Timeline for the Spanish-Moroccan War

Timeline for the Spanish-Moroccan War.

Aug 1859

The Spanish had earlier begun work on a redoubt on the outskirts of Ceuta (Woolman, 1968). In Aug 1859 the local Anyera tribesmen attacked, the unfinished works, killed several Spaniards, demolished the fortifications, and disfigured the coat-of-arms of Spain. Spain demands compensation from the local Caid of the Anyera and from the Sultan Abd-al-Rahman of Morocco. Discussions continued at a slow pace until the Sultan died bringing all negotiations to a halt.

22 Oct 1859

Spain declared war on Morocco (Illustrated London News, 1859). The new Sultan, Mulay Mohamed, responded with a jihad (Woolman, 1968). Mulay sent an army under his brother to eject the Spanish from Ceuta.

19 Nov 1859

A minor skirmish occurred in front of Ceuta (Hardman, 1996). The Spanish took some Moors prisoner.

25 Nov 1859

The Moors attempted to take a Spanish newly built redoubt on the right of the Spanish positions in front of Ceuta ( Hardman, 1996). Hardman described this as a “sharp little combat”. The Moors infantry attacked form the cover of trees, effectively sniping at the Spanish from up to 400 metres away. At times they made daring attempts on the Spanish guns. Eventually a battalion of the Regiment of Merida got into the rear of a wood occupied by a large body of Moors and charged into them. Although the Moors defended themselves bravely their long-barrelled espingardas turned clubs were no match for European bayonets. Many Moors were killed and eventually the Moors retreated. Around 400 Spanish were killed or wounded. Maj. General Echague (1st Corps) was the most notable of the Spanish wounded.

29 Nov 1859

Captain General D Leopoldo O’Donnel, Count of Lucena, and the Spanish Commander-in-Chief, arrived in Ceuta on this date or just before ( Hardman, 1996). He was travelling with the second division of the 2nd corps, so presumably a fair number of the Spanish army had arrived by this time.

30 Nov 1859

Another skirmish resulting in a Spanish victory ( Hardman, 1996). It was sufficiently large to result in 230 Spanish killed and wounded.

9 Dec 1859

Another skirmish ( Hardman, 1996).

12 Dec 1859

Spanish 3rd Corps under General Ros de Olano arrived in Ceuta ( Hardman, 1996). The Spanish cavalry and artillery had still not arrived.

General Prim (Reserve) took 2-3 battalions out on the Spanish left to cover road building operations toward Tetuán ( Hardman, 1996). He was engaged by 4-5,000 Moors, so further Spaniards went out in support. Despite the number of troops involved there were only 7 Spanish killed and some 30 wounded in a fight that lasted from noon until night fall. Unlike earlier actions nearer Ceuta the Moors lacked cover thus exposing them to Spanish fire, and the lack of trees also denied them supports for their long espingardas thus making their fire relatively ineffective.

15 Dec 1859

Another small skirmish lasting from 1030 until dark ( Hardman, 1996). As usual the Moorish infantry advanced with the objective of harassing the Spanish lines with skirmishing fire. Unusually the Moors had a force of 800-1,000 cavalry in reserve to fling against any Spanish infantry that ventured out of their fortifications. However, the Spanish spotted this ploy and drove off the Moorish horse with their rifled mountain guns. As usual the fight lingered on until nightfall but the attack had been effectively stopped when the Moorish horse were put to flight. The Spanish suffered 100 killed and wounded including 7 officers.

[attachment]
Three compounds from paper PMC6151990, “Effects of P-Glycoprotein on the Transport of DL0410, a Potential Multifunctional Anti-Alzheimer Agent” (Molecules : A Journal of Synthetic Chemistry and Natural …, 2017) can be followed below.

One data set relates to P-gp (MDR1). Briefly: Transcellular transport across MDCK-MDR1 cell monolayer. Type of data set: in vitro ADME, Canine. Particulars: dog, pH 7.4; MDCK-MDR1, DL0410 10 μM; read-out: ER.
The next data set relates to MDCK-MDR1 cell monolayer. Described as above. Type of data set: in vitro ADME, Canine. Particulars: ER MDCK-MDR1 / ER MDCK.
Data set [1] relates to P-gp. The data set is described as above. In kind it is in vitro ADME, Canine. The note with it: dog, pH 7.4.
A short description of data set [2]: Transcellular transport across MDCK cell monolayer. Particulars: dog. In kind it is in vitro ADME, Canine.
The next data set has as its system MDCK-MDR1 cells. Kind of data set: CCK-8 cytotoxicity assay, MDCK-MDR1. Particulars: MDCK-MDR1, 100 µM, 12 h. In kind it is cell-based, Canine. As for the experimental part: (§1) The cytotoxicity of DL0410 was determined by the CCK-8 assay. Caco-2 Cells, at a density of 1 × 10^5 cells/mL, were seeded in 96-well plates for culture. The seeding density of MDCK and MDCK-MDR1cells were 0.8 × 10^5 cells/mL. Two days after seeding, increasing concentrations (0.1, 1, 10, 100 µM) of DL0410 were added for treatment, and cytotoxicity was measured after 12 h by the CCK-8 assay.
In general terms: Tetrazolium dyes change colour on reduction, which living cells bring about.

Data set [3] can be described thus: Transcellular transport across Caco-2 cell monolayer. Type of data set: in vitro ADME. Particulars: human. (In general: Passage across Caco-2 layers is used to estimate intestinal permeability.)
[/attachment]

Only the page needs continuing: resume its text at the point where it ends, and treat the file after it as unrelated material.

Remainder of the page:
18 Dec 1859

Once again General Prim took out a few battalions to cover the road builders ( Hardman, 1996). When he noticed the Moors following his force’s return to camp Prim left two companies in ambush. These troops managed to send a short range volley into the Moors causing many casualties. Otherwise firing continued until dark. Spanish losses were 30-40 killed and wounded.

etc etc

1 Jan 1860

O’Donnell led the army south towards Tetuán, 45 km away (Woolman, 1968). The Spanish advance guard under Gen. Prim beat off several Anyera attacks. As the army advanced a fleet bombarded Tangier, Asilah, and Larache.

First Week Feb 1860

The Spanish occupy Tetuán (Woolman, 1968). They then headed west towards Tangier through the hills around Fondak ain Jedida.

End of Mar 1860

The Moroccans sued for peace (Woolman, 1968). Under the peace terms the presidios of Melilla and Ceuta expanded slightly and the Sultan paid Spain a 20 million peseta indemnity. Concerned about Gibraltar’s security the British loaned Morocco the full amount of the indemnity. With the money safely banked the Spanish army evacuated Tetuán. Total Spanish losses were 1,000 dead and 3,000 wounded.


Acosta Guerrero, J. M. (1998). El Ejercito Espanol en Campana 1643-1921. Madrid.

Barrow, Andrew. (u/d). The Spanish In North Africa, 1859. Colonial Conquest, 10.

Bueno Carrera, J. M. (1998). Soldados de Espana, El Unifome Militar Espanol desde Los Reyes Catolicos hasta Juan Carlos I. Madrid

Griffiths, Maj Arthur. Spanish Battles in Morocco: 1859-60, Castillejos, Tetuan, Guad El Ras. Battles of the Nineteenth Century,

Hardman, F. (1996). The Spanish Campaign in Morocco. Pallas Armata. (Originally published in 1860)

Grávalos González, L., & Calvo Pérez, J. (1998). Nuestro Ejército etropolitano en 1885: Regencia de María Cristina. Valladolid, Spain: Quiron Ediciones. [Spanish and German text].

Illustrated London News (10 Nov 1859). The War between Spain and Morocco: The Costumes of the Spanish Army. Illustrated London News, 486-487.

Rey, Miguel del. (2001). La Guerra de Africa 1859-1860; Uniformes, Armas y Banderas. Madrid.

Woolman, D. S. (1968). Rebels in the Rif. Stanford, California: Stanford University Press.

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